Pecan Fudge Pie
I’ve finally rediscovered a recipe for a Pecan Fudge Pie after, oh, about a decade.
It was years ago (maybe 2007?) when I was in Houston and went to a place (a diner? I can’t remember the name) that was supposed to have amazing pies. I got a slice of a fudgy pecan pie, which was indeed very delicious – everything I had hoped it would be. Skip forward one or two years, when I convinced my family at Christmas that the five of us needed not our usual 4 pies (2 chocolate, 1 pecan, 1 lemon) for the holiday, but 5. The fifth pie was a fudge pecan pie, easy to make, with corn syrup and the usual pecan pie ingredients. This was before I started this website, and so I didn’t write about the dessert, which means that of course I don’t know what recipe I used. I assumed I would have emailed it to myself (or to my mom, or someone) but I have no record of it.
I tried a chocolate pecan pie recipe a couple of years ago. It was disappointing. I didn’t eat more than a slice. But in thinking about pies at Christmastime this past winter, I began wondering about the chocolatey pecan pie recipe I’ve been missing for the last several years. I’ve made other, similar pies (such as the delicious Black-Bottom Oatmeal Pie), but I wanted a pie that was as easy to assemble as pecan pie – just mix together ingredients and bake.
I finally found it. This pie recipe, originally from Taste of Home, is exactly what I was looking for. At heart it’s a fudge pie, with some pecans adorning the top. It’s fudgy and a little gooey, but thicker than a traditional pecan pie with the addition of cocoa and flour to the filling. The pecans make it a little nutty, and for a nuttier flavor, you couldn’t go wrong with using an extra 1/2 or 1 cup pecans, particularly if you make it in a deep dish pie pan.
Ingredients: this takes a large amount of corn syrup. I didn’t have enough light corn syrup and so substituted in both dark corn syrup and honey. Honey alone may make for a decent substitution for corn syrup if you don’t want to use it, but I haven’t tested it that way. I’ve also heard that golden cane syrup is a decent substitution. I think you could substitute cocoa for the flour if you wanted to make it gluten-free (assuming you were putting it in a gluten-free pie crust, of course); however I haven’t tried it. Cocoa doesn’t thicken the same way, so the filling may be looser.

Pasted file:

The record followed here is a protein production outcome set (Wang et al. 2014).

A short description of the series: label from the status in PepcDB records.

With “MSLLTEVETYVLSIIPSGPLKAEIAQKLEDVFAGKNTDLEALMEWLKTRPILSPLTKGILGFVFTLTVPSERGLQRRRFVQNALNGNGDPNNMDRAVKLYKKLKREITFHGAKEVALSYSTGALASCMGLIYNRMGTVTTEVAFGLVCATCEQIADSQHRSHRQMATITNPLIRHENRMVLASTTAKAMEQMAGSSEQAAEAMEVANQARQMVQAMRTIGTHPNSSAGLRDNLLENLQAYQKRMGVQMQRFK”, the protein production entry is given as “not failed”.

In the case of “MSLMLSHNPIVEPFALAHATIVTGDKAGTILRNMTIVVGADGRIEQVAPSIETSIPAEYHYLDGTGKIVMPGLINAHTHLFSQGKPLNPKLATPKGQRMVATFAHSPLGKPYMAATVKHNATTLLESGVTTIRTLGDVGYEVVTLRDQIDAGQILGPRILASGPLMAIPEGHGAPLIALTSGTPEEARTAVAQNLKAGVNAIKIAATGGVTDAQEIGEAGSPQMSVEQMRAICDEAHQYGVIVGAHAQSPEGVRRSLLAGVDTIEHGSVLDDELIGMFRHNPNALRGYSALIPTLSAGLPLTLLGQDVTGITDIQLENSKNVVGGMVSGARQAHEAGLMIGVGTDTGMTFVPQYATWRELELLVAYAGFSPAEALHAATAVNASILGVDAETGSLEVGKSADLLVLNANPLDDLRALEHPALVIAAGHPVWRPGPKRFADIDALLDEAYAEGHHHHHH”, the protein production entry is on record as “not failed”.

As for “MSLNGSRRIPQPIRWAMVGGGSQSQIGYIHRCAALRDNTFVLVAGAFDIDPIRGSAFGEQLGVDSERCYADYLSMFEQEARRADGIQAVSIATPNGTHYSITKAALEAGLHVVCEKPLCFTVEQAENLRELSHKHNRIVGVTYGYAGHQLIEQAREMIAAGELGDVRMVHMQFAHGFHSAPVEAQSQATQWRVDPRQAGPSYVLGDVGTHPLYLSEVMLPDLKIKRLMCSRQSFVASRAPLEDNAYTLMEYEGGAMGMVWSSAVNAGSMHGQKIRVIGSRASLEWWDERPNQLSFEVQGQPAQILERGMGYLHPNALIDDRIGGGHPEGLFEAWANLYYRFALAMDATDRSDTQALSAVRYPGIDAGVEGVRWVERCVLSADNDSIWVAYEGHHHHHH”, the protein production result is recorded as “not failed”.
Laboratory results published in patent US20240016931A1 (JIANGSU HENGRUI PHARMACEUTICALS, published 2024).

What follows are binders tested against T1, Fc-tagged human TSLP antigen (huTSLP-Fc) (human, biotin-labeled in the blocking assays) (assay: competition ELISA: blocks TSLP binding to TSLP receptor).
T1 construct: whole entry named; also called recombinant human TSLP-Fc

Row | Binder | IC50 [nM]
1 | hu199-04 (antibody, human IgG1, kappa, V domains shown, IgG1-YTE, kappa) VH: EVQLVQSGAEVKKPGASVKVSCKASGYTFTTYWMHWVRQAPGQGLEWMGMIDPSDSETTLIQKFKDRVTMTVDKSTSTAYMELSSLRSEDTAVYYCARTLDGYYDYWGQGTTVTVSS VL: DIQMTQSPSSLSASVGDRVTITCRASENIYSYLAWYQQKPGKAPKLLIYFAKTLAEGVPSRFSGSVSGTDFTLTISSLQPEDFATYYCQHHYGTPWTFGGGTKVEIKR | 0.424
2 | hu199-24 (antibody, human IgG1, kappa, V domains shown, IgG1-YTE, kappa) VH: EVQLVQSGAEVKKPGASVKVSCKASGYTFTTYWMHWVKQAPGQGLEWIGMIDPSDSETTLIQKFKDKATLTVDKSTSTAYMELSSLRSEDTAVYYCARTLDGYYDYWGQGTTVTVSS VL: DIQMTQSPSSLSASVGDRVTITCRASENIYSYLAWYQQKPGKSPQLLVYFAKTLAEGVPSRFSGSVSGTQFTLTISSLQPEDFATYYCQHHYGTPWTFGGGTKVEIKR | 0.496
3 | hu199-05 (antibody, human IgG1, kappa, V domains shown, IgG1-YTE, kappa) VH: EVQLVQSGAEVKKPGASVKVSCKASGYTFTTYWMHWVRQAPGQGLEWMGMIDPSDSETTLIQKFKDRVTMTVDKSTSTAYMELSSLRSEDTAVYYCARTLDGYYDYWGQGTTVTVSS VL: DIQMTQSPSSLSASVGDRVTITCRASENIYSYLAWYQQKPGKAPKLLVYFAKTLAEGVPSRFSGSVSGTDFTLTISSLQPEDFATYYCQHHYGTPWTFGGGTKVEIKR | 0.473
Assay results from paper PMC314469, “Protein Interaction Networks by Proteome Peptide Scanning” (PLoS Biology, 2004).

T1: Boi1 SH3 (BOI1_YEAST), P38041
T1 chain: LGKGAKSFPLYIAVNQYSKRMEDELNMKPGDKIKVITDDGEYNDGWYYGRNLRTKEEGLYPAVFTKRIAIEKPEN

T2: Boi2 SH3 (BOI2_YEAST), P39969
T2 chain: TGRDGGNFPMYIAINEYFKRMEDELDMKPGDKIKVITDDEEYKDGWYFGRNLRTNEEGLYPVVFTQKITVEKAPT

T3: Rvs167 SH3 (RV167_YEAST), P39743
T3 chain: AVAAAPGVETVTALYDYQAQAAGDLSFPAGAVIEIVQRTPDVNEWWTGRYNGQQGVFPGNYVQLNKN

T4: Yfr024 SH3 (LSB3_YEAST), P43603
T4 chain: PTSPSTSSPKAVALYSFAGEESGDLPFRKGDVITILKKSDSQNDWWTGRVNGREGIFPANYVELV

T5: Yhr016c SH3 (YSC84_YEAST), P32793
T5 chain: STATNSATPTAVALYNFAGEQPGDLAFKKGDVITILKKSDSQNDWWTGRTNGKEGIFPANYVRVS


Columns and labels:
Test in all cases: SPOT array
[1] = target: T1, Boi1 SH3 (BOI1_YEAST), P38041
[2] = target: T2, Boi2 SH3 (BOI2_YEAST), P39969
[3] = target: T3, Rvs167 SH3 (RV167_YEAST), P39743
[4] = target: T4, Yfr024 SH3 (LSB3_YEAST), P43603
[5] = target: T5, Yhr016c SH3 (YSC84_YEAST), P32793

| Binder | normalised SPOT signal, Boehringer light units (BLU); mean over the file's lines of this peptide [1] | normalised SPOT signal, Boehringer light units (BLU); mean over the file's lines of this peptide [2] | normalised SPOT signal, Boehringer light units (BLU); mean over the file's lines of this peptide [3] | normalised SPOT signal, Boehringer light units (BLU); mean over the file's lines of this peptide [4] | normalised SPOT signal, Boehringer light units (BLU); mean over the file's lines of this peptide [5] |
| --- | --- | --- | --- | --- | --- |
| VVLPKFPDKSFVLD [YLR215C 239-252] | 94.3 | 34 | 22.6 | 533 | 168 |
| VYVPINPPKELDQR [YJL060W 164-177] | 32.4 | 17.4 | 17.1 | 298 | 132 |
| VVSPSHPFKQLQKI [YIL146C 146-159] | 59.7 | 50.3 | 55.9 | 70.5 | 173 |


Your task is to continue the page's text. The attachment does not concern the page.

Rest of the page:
The crust recipe below is the pie crust from my Betty Crocker Cookbook (affiliate link), and it’s the standard pie crust I always reach for because I’ve made it so often. When made with all butter as I did for this pie, it makes a crunchy pie crust. In the past I’ve used shortening or margarine, which makes a more tender crust. Of course, you can use a store-bought crust if you wish; I usually grease my pie dish when I do, and my experience has been that store-bought crusts often shrink up in the pan as they bake.
I’m so happy that I found a recipe for this pie after so long. I’m often good for only a slice of pie, maybe two, but I’m definitely doing my share of heavy lifting (read: eating) on this pie. You should definitely try this recipe sometime when you want a decadent but easy-to-make pie.
Like this recipe or have questions? Rate it or leave a comment below!
In the past:
Three Years Ago: Black Bottom Oatmeal Pie
Four Years Ago: Applesauce Oatmeal Bread
Five Years Ago: Lentil Soup with Sausage and Kale
Six Years Ago: Spellbinders (a favorite!!)
Seven Years Ago: Coriander-Crusted Tuna with Black Bean Salsa
This rich fudgy pecan pie is easy to make. Just whisk together ingredients and bake.
- 1 1/4 cups light corn syrup
- 1/2 cup sugar
- 1/3 cup cocoa
- 1/3 cup flour
- 1/4 teaspoon salt
- 3 eggs
- 3 tablespoons butter or margarine (melted)
- 1 1/2 teaspoons vanilla extract
- 1-2 cups chopped pecans (I used 1; I think you could use up to 2 to make it extra nutty, if your pie pan is deep enough)
- 1 unbaked pie crust (see recipe below)
Combine corn syrup, sugar, cocoa, flour, salt, eggs, butter, and vanilla. Mix until well combined. Stir in nuts. Pour into unbaked (9-inch) deep-dish pie crust.
Bake at 350F for 55-60 minutes, until puffy and set. Cool completely (or for at least 2-3 hours) before serving. Pie will deflate a little and settle as it cools.